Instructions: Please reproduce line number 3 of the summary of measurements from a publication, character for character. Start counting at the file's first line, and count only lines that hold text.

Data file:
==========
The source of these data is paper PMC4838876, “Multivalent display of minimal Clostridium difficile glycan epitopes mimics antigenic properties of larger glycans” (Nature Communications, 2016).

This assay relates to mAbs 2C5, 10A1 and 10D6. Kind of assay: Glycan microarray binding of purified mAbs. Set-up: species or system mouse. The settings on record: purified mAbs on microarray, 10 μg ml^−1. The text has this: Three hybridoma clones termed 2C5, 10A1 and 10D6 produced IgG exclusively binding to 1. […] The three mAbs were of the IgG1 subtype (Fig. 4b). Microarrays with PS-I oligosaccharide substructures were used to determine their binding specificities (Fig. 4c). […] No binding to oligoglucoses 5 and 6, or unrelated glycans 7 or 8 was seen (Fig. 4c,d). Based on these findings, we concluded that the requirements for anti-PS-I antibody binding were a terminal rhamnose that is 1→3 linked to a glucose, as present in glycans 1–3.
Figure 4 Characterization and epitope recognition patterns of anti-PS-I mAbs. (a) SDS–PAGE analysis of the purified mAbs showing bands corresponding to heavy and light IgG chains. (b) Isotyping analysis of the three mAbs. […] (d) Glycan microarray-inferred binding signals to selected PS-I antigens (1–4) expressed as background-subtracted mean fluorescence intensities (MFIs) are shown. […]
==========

Figure 4 Characterization and epitope recognition patterns of anti-PS-I mAbs. (a) SDS–PAGE analysis of the purified mAbs showing bands corresponding to heavy and light IgG chains. (b) Isotyping analysis of the three mAbs. […] (d) Glycan microarray-inferred binding signals to selected PS-I antigens (1–4) expressed as background-subtracted mean fluorescence intensities (MFIs) are shown. […]